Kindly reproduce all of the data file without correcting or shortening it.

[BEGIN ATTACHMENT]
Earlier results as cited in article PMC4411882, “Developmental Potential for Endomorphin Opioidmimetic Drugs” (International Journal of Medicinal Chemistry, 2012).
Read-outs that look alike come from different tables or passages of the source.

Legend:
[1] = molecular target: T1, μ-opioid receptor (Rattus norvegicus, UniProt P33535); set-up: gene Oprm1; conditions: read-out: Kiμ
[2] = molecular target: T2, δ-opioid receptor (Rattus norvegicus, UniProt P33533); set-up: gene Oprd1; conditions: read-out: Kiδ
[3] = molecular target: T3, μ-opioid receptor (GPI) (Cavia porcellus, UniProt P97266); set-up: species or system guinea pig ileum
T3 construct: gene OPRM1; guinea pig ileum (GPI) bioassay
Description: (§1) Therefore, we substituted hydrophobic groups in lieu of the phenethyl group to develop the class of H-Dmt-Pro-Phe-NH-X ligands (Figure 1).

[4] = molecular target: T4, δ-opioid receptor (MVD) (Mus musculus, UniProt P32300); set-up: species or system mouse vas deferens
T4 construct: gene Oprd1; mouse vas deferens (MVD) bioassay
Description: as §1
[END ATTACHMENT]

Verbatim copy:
Earlier results as cited in article PMC4411882, “Developmental Potential for Endomorphin Opioidmimetic Drugs” (International Journal of Medicinal Chemistry, 2012).
Read-outs that look alike come from different tables or passages of the source.

Legend:
[1] = molecular target: T1, μ-opioid receptor (Rattus norvegicus, UniProt P33535); set-up: gene Oprm1; conditions: read-out: Kiμ
[2] = molecular target: T2, δ-opioid receptor (Rattus norvegicus, UniProt P33533); set-up: gene Oprd1; conditions: read-out: Kiδ
[3] = molecular target: T3, μ-opioid receptor (GPI) (Cavia porcellus, UniProt P97266); set-up: species or system guinea pig ileum
T3 construct: gene OPRM1; guinea pig ileum (GPI) bioassay
Description: (§1) Therefore, we substituted hydrophobic groups in lieu of the phenethyl group to develop the class of H-Dmt-Pro-Phe-NH-X ligands (Figure 1).

[4] = molecular target: T4, δ-opioid receptor (MVD) (Mus musculus, UniProt P32300); set-up: species or system mouse vas deferens
T4 construct: gene Oprd1; mouse vas deferens (MVD) bioassay
Description: as §1